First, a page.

So we re-prioritize which leads to a totally different sent of directions,

“Lean into your career.  Push harder.  Reach higher.  Demand more.”

As we navigate our life, our career, our family, our day, we need to have the destination in mind.  It’s not a literal destination of course but an idea of what we’d like our life, our career and our family to look like “down the road”.  We need to define what success and happiness means for ourselves.  We need to be deliberate about the priorities we set and live them.  We need to know where we want to go.  And then we need to ignore all of the things that are telling us to go the wrong direction.

My mom used the GPS as a safety net.  It was supposed to help her as she reached intersections where she was unsure which way to turn.  But it lead her astray.  In life, it’s appropriate to look for advice when we’re unsure of what direction to take our families or trying to figure out how to navigate our careers.  But we need to take that advice and ask ourselves if it will really help us get to our destination.

So the next time you read an amazing article or book, or get that great piece of advice from someone you look up to, or add another commitment to your calendar, spend some time considering what it means for you and where YOU want to go.   If we blindly follow any guidance or say yes to any commitment, we may get lost.  But if we carefully choose which directions to follow based on where we know we want to go, the route there will have a lot less twists, turns and recalculations.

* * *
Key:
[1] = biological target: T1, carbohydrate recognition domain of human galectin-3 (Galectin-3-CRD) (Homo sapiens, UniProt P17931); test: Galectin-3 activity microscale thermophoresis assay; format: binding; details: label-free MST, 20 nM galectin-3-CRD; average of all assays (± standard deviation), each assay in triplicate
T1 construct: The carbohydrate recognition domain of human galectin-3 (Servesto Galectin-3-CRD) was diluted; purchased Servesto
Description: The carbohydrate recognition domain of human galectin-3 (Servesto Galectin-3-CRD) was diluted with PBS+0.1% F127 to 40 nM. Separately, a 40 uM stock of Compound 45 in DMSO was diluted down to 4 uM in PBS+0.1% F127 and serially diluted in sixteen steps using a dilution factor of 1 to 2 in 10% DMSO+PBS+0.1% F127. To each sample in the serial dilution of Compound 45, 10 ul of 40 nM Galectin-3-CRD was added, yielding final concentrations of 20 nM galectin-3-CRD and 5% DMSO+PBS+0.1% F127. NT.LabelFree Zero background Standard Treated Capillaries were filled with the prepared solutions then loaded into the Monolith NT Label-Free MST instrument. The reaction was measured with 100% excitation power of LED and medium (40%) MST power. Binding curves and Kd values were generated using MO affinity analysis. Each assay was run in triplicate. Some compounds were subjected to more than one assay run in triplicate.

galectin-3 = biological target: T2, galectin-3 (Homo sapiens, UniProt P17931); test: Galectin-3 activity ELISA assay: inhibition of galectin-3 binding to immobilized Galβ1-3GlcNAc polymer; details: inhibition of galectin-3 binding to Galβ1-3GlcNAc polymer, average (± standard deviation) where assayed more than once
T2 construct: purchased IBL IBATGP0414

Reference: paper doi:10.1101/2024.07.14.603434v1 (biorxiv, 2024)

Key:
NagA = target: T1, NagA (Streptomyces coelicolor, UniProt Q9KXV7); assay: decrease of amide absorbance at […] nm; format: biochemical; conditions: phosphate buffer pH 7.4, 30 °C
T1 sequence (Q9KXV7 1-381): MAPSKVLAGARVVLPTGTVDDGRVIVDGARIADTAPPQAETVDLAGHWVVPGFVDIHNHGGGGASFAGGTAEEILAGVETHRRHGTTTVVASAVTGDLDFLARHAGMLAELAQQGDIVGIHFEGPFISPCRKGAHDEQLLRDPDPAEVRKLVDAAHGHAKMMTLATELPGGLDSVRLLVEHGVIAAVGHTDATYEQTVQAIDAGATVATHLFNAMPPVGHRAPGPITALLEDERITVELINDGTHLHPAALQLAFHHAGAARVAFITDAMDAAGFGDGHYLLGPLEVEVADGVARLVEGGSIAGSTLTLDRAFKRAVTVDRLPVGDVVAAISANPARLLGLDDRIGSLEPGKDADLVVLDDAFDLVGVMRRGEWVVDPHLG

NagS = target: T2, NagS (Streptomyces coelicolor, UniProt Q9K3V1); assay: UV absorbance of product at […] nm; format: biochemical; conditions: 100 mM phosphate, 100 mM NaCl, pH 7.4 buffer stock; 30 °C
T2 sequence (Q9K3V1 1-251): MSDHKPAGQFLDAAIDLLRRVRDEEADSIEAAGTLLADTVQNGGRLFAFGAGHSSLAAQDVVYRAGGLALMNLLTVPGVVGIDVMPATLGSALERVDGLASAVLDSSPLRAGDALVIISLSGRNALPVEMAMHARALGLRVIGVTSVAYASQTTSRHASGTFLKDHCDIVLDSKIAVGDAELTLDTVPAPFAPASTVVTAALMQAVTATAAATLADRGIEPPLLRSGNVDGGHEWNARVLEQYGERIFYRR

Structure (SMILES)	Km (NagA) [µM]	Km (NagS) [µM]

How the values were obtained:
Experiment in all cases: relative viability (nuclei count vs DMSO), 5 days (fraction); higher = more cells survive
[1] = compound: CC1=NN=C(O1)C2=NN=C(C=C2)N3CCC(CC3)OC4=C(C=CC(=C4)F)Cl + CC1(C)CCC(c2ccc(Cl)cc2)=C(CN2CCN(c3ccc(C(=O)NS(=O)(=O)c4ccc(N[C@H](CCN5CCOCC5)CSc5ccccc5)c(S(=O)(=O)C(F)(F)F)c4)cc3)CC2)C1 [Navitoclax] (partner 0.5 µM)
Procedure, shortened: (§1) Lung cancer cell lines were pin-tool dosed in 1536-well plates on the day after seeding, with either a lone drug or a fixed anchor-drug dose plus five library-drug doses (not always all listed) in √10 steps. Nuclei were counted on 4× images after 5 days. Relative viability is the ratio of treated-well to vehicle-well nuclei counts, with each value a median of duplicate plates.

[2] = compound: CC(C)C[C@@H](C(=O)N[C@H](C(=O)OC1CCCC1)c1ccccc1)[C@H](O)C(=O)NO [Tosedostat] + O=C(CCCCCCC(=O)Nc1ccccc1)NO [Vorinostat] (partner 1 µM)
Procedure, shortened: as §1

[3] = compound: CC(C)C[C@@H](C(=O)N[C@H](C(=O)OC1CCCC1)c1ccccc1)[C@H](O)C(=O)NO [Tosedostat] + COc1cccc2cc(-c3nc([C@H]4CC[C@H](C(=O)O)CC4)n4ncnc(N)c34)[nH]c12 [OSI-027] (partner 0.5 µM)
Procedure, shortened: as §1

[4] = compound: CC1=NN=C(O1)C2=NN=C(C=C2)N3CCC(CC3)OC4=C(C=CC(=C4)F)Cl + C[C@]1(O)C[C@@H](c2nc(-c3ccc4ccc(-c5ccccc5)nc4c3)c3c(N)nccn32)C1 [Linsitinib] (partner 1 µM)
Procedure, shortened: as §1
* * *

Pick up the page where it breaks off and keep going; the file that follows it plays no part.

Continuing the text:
How To Set Up A Calendar for a Busy Family

If you’ve got kids who are involved in after school activities, this blog post is for you.  If you’re a Stay-At-Home-Parent, you’re trying to coordinate everything and make sure the kids are where they need to be.  And you want them getting picked up and dropped off on time.  If you’re a working parent, you’re trying to coordinate all of this with your child care provider.

Our family had a busy week this week.  It was the first week of track practice for my 13 year old son in the 7th grade AND it was the first week of rehearsals for the school play for my 9 year old daughter in the 4th grade.  I faced the week with great trepidation.  Looking at my calendar, I think you’ll see why:


To try and tame the chaos, I color coded my son’s activities in red and my daughter’s in blue.  I told my sitter, “Let’s just plan to text each other a lot to get through this first week on this crazy schedule.”  On Wednesday, I had the pick up time for Play Rehearsals wrong.  And my sitter was having a really hard time understanding all of this when looking at it on her iPhone.

My son has Autism, so it’s particularly important that he understands the schedule using the visuals of a calendar.  When I got this text message from him on Wednesday night while he was with his Dad, I knew I needed to do something to make this calendar easier to understand: